An Intel hardware based digital random number technology could mitigate recent RSA security flaw

Mathematicians from Europe and the United States are reporting a flaw in the RSA encryption method that apparently hinges on crypto keys being created with insufficient randomness. You can read more about this story in a NY Times article by John Markoff entitled, “Flaw Found in an Online Encryption Method” and in an IEEE article by Sam Moore entitled, “RSA Flaw Found”. The researchers submitted their work for publication at a cryptography conference to be held this coming August, but decided to make their research known last Tuesday because they think the issue is an immediate concern to the crypto community and web server operators. A smallish number (27,000) of cases of flawed crypto keys was discovered out of seven or so million crypto keys tested.

The central issue in the flaw is that secret prime numbers generated to create the crypto keys must be generated randomly. The findings indicate that in some cases the prime numbers were not generated in a random enough way, which lead to crypto keys having prime factors in common.

According to Intel’s Greg Taylor, and George Cox (see Behind Intel's New Random-Number Generator), researchers have managed to devise pseudo, random-number generators that are considered cryptographically secure. But you must still start them off using a special seed value; otherwise, they'll always generate the same list of numbers. And for that seed, you really want something that's impossible to predict.

Enter Intel’s digital random number technology, code named Bull Mountain. Bull Mountain is a hardware based digital random number generator which will be released this year when the processor, code named “Ivy Bridge” is launched. Bull Mountain allows digital random numbers to be generated at near clock cycle speeds and with a very high degree of randomness or “entropy” as the crypto folks say it. Using such highly random seeds in the cryptographically secure pseudo random-number generators could help allay the concerns raised by this new research into the RSA flaws.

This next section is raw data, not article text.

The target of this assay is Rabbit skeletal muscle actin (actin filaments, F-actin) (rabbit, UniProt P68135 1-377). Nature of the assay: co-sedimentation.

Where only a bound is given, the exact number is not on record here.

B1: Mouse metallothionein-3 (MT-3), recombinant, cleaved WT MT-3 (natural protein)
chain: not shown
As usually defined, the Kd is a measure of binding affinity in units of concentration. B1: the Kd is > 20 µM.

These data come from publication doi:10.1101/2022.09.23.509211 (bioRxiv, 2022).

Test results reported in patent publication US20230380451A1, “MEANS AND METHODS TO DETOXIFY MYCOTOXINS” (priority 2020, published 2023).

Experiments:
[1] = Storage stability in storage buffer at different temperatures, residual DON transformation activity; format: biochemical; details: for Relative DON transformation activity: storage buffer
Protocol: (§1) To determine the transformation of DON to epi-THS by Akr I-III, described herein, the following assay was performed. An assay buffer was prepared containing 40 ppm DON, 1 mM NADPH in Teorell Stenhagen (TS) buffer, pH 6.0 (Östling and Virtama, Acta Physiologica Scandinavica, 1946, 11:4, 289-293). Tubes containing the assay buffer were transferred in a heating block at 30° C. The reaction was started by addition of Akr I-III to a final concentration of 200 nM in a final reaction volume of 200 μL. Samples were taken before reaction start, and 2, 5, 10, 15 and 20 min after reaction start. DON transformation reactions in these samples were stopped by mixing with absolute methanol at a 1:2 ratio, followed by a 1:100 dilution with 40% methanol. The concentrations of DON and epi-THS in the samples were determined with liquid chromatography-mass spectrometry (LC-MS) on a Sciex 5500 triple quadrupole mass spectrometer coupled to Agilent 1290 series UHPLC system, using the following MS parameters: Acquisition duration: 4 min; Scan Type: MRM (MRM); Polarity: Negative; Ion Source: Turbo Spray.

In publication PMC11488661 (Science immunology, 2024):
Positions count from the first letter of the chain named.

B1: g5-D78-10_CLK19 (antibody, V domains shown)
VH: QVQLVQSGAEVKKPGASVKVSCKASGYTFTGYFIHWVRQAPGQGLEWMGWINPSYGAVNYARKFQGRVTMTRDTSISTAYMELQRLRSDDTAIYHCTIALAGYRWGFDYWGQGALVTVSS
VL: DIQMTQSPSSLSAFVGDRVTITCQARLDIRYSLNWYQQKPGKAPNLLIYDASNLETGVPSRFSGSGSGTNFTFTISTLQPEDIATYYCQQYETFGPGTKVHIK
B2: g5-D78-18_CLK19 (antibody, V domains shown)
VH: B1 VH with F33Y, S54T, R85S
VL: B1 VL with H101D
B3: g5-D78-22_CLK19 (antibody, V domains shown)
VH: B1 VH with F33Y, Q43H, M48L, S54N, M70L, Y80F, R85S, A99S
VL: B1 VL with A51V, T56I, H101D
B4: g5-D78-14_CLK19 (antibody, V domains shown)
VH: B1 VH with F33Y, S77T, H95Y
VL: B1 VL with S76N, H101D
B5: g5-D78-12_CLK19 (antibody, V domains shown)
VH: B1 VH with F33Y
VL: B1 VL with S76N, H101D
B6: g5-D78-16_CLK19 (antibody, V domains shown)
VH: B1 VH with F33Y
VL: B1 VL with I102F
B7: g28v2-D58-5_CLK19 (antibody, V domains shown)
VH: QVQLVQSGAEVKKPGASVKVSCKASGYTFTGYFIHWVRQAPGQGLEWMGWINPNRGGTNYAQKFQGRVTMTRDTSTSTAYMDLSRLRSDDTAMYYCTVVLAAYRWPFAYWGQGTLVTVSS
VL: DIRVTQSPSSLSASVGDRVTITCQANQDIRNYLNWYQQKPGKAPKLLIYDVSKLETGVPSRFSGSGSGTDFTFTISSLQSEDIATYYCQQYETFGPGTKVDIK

For more information, you can download the Intel® Bull Mountain Software Implementation Guide and code samples here.

For more complete information about compiler optimizations, see our Optimization Notice.


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Just to clarify, there is no security flaw in the RSA algorithm as your headline suggests. The RSA algorithm has withstood such scrutiny for decades from multiple sources. But good cryptography, including RSA’s, depends on proper implementation. True random number generation underpins nearly all cryptographic algorithms and protocols, and must be performed with care to protect against the weakening of well-designed cryptography. This new technology can certainly foster the ability to have better random number generation, but only if any given implementation makes use of it.

Our analysis of the data points to the need for better care in implementation, generally tied to embedded devices. There is no fundamental flaw in the algorithm itself, and we urge all cryptography users to ensure good implementation and best practices are followed.

Feel free to contact me if you have any more questions.

Branden Williams